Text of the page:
K-State says no evidence of crime by QB

TEMPE, Ariz. -- This was supposed to be Ell Roberson's big
finish, his triumphant cap to a comeback from injury and

He had hoped to lead No. 8 Kansas State to its first Bowl
Championship Series win -- and leave Sun Devils Stadium as only the
third player in Division I-A history to rush for 1,000 yards and
pass for 2,000 in a season.

Instead, Kansas State's senior quarterback played his last game
for the Wildcats under a cloud of uncertainty -- and his second-half
surge couldn't prevent Kansas State from losing 35-28 to No. 7 Ohio
State in the Fiesta Bowl on Friday night.

Roberson was not available for comment after the game. He has
not spoken to reporters since Thursday, when police in the Phoenix
suburb of Paradise Valley questioned him after a 22-year-old woman
said he sexually assaulted her in a room at the team's hotel.

Roberson was not charged, although police have forwarded the
case to the Maricopa County attorney, who will decide whether he
will face criminal charges. He was cleared to play Friday by Kansas

"Coach (Bill) Snyder, about every day, tells us, 'Don't make
mistakes, especially with women, alcohol and staying out late,'" wide receiver Antoine Polite said. "But sometimes, when you're in
college, you're young and you're going to make mistakes."

The school released a statement saying its own investigation
found no evidence of a crime, and coach Bill Snyder told ABC before
the game that the allegations were "not just."

Roberson's teammates agreed.

"I don't think this was handled correctly," defensive end
Andrew Shull said. "You guys blew it all out of proportion -- but I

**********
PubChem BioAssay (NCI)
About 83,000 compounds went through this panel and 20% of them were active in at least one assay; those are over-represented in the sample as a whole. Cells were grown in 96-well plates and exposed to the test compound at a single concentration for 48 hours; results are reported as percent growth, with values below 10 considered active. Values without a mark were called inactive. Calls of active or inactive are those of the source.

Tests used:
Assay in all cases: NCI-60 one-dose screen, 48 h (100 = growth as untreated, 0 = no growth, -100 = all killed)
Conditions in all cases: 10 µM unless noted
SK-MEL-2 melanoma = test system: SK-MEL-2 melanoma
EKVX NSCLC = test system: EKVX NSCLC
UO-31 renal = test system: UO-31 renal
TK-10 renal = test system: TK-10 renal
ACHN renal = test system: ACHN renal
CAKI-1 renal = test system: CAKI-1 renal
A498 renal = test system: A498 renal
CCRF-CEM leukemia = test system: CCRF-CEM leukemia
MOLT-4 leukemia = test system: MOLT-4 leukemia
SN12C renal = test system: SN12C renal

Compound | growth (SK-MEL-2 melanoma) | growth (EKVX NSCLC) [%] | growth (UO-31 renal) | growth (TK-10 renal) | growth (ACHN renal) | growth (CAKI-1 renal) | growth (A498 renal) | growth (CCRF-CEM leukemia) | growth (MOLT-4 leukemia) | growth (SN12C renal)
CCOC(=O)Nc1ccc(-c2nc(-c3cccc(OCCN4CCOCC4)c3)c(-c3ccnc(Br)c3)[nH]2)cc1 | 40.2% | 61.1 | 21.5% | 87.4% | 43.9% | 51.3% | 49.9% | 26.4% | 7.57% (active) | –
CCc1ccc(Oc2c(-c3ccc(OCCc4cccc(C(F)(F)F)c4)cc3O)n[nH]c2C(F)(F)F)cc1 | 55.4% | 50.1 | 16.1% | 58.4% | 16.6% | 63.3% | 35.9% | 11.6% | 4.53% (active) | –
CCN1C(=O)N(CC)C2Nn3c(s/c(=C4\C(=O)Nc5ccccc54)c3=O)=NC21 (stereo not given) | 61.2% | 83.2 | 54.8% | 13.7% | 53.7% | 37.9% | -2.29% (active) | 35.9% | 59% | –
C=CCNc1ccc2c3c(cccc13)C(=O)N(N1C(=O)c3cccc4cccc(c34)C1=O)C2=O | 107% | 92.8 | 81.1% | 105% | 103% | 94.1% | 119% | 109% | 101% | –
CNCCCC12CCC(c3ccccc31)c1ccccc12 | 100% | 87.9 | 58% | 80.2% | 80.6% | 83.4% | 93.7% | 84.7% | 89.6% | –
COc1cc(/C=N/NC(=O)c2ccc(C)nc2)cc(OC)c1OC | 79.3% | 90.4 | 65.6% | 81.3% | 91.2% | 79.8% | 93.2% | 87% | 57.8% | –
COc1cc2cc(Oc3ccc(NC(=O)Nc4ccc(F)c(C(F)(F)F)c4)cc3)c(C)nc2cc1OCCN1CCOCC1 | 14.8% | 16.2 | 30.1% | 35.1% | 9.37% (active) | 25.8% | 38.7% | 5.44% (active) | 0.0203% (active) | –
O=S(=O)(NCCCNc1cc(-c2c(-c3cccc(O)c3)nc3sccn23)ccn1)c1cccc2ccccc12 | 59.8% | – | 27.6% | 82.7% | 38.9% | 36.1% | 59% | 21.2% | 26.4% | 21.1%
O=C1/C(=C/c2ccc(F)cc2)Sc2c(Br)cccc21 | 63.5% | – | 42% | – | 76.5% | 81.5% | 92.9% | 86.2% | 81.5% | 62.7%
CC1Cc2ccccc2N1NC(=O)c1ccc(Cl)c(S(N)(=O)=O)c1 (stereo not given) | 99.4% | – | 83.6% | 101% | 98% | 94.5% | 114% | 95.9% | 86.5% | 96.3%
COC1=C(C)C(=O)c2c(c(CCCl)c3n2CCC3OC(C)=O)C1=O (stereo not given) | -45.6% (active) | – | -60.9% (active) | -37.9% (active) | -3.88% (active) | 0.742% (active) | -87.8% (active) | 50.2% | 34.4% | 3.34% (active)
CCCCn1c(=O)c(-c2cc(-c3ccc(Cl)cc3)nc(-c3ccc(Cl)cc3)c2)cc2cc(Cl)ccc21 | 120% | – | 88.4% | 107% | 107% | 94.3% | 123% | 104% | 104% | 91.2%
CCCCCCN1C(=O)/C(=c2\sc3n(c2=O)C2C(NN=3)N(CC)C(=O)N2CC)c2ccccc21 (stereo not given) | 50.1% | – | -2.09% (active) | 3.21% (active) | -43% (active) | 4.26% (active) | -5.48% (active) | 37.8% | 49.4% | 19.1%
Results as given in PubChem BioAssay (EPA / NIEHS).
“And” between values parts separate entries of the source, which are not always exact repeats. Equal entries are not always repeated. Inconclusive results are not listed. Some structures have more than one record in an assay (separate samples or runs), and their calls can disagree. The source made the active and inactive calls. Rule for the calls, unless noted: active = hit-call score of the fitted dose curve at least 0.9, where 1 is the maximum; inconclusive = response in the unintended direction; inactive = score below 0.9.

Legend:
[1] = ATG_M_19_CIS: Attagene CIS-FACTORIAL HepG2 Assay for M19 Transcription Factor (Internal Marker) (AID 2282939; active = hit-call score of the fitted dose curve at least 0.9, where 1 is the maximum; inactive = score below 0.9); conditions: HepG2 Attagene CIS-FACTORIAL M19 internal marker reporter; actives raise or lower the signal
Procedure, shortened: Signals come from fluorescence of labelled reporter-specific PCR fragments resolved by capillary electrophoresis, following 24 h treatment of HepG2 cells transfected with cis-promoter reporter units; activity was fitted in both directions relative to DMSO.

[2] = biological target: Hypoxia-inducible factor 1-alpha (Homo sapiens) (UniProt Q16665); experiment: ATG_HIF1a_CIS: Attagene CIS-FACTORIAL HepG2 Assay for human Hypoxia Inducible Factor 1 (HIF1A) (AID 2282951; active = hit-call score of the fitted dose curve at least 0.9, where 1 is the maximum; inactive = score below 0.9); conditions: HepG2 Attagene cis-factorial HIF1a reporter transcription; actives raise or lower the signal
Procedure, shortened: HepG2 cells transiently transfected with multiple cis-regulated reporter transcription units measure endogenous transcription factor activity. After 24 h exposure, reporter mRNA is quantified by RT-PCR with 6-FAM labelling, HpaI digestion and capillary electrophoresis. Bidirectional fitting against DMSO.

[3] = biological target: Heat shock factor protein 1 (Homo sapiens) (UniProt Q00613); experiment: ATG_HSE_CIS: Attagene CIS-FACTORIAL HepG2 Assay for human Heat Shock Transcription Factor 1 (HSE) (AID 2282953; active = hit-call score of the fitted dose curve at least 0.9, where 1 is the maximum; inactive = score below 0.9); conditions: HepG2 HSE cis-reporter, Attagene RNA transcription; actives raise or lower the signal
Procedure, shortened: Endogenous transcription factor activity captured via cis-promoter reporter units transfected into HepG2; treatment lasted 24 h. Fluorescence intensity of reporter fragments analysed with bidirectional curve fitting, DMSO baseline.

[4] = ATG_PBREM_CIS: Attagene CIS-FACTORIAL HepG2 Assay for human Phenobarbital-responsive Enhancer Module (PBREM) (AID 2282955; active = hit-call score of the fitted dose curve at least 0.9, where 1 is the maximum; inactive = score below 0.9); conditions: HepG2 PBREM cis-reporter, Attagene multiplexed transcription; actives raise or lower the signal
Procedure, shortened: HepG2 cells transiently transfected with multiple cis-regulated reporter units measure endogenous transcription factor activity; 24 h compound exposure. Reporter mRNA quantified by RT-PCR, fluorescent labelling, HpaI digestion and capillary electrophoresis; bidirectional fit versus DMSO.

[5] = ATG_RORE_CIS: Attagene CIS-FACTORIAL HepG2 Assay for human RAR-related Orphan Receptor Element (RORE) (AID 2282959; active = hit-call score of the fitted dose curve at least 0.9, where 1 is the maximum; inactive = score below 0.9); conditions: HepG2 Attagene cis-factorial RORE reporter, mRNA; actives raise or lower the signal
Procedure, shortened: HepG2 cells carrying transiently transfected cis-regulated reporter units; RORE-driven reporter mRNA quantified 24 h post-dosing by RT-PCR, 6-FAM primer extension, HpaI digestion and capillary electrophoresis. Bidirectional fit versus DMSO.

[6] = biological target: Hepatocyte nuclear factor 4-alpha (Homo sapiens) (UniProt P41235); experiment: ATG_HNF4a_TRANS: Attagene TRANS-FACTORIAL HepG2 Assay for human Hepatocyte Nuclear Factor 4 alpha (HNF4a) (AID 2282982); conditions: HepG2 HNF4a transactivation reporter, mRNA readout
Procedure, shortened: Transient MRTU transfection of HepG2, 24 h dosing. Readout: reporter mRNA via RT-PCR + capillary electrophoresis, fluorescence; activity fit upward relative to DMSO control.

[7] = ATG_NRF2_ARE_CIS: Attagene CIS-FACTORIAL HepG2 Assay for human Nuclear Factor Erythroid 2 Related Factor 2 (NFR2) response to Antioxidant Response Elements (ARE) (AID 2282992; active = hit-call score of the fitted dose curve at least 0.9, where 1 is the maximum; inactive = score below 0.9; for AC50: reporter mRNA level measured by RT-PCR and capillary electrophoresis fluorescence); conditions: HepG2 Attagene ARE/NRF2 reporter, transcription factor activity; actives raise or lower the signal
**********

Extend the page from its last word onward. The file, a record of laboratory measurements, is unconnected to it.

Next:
guess that's your job."

Booed by Ohio State's fans when he took the field at the start
of the game and forced to rely on the pass when Kansas State (11-4)
couldn't establish a running game, Roberson showed his usual
competitiveness all night -- but seemed to lack his normal composure
early on.

"I think his head wasn't in the game the first half," Ohio
State defensive end Will Smith said.

But after halftime, Roberson found his focus and passing touch
and threw for 234 yards.

"In the second half, he was a very competitive young man,"
Snyder said. "Collectively, over the course of the ballgame, he
probably didn't play real well."

Needing 57 yards rushing to reach the 2,000-1,000 mark despite
missing 2½ games with an injured left hand earlier in the season,
Roberson ran for 32 yards and two second-half touchdowns on 16

He was 20-for-52 passing for 294 yards but also threw a costly
interception that set up one of Craig Krenzel's four touchdown
passes for the Buckeyes (11-2).

Still, his performance earned Krenzel's respect.

"I thought Ell Roberson played a tremendous game," Krenzel
said. "He made a lot of throws downfield against what I thought is
one of the better defenses and better pass rushes in the country."

Roberson got his second TD run on a 1-yard keeper with 2:47
left, and had one chance to force overtime when the Wildcats got
the ball back deep in their own end with 1:12 left. Three
completions got them to Ohio State's 47 with 9 seconds left, but
his last-ditch heave was batted away by Nate Salley as the game

Compounding Roberson's struggles was the fact that Kansas
State's All-America running back, Darren Sproles, never got going
against the nation's top rushing defense. That left Ohio State,
which gave up an average of only 61 yards rushing during the
regular season, free to key on stopping the pass.

Sproles, who came in with 1,948 yards rushing, had a season-low
38 yards and a touchdown on 13 carries -- one game after rushing for
235 yards in a 35-7 win over then-No. 1 Oklahoma in the Big 12
title game.

"The biggest thing I noticed on film, especially in the
Oklahoma game, was when guys tried to get the big hit on Sproles,
he would make them miss," Ohio State defensive tackle Tim Anderson
said. "The key for us -- we all knew it coming in -- was we couldn't
try and get the big hit. You have to wrap him up, try to take him